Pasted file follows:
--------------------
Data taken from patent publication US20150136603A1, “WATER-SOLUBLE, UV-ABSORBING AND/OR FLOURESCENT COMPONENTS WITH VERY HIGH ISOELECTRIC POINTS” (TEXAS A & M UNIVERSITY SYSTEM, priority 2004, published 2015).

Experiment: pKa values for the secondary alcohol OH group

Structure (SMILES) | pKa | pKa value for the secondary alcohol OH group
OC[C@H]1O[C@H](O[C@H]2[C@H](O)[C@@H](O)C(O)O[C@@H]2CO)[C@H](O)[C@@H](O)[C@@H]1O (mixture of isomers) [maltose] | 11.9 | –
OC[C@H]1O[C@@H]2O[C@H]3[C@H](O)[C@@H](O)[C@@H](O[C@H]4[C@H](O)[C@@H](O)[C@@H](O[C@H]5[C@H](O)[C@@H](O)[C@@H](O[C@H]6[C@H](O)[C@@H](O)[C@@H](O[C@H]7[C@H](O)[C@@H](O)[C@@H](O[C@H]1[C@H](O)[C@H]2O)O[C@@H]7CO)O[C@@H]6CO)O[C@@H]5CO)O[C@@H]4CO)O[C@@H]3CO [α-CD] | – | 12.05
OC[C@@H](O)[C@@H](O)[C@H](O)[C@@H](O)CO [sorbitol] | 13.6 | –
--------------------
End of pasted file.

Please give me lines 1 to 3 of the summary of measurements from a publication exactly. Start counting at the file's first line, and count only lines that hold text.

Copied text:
Data taken from patent publication US20150136603A1, “WATER-SOLUBLE, UV-ABSORBING AND/OR FLOURESCENT COMPONENTS WITH VERY HIGH ISOELECTRIC POINTS” (TEXAS A & M UNIVERSITY SYSTEM, priority 2004, published 2015).

Experiment: pKa values for the secondary alcohol OH group

Structure (SMILES) | pKa | pKa value for the secondary alcohol OH group